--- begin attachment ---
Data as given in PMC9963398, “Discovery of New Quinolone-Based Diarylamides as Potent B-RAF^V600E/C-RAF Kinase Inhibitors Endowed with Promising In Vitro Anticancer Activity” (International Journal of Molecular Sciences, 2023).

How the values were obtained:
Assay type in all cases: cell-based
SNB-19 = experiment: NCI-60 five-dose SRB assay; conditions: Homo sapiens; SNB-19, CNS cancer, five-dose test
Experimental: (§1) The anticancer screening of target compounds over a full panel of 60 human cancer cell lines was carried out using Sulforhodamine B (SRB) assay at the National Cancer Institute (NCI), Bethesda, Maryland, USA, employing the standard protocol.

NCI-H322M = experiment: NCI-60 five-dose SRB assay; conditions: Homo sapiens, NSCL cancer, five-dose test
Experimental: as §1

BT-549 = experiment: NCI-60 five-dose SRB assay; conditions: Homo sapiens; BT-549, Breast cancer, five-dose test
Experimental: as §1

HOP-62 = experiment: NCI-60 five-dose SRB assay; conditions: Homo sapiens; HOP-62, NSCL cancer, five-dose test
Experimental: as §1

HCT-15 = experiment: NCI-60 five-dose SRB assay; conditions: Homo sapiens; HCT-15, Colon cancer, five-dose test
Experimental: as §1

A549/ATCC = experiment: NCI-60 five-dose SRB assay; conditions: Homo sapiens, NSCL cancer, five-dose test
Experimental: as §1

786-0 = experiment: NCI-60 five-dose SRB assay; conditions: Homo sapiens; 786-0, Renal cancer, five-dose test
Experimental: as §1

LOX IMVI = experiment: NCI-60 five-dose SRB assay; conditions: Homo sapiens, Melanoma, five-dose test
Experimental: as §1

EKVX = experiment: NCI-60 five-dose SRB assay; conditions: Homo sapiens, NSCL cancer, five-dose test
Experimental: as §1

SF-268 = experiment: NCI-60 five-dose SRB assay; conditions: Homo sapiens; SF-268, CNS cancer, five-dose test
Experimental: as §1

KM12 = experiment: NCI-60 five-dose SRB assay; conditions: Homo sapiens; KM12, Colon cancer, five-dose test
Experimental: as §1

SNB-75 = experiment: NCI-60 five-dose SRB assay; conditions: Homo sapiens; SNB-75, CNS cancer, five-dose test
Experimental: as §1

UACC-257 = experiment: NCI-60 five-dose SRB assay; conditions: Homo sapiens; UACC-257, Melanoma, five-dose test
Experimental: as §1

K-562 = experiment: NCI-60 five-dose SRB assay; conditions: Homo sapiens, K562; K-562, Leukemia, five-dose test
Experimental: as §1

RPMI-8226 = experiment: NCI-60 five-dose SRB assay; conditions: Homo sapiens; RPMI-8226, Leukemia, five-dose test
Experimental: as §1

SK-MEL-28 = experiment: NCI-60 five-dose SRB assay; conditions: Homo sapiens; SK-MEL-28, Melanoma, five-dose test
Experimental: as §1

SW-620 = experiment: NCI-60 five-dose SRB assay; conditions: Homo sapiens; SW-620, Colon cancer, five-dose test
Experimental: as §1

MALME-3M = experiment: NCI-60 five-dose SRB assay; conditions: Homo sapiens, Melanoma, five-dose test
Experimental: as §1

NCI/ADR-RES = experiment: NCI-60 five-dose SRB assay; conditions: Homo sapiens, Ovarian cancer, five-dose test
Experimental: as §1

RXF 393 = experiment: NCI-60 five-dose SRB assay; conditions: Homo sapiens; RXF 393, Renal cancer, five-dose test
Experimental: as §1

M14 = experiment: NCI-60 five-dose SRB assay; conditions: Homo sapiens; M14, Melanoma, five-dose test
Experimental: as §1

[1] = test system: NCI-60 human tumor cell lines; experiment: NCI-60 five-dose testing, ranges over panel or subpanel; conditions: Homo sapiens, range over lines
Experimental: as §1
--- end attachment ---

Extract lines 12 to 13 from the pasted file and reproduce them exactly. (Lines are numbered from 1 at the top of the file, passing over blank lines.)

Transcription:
HCT-15 = experiment: NCI-60 five-dose SRB assay; conditions: Homo sapiens; HCT-15, Colon cancer, five-dose test
Experimental: as §1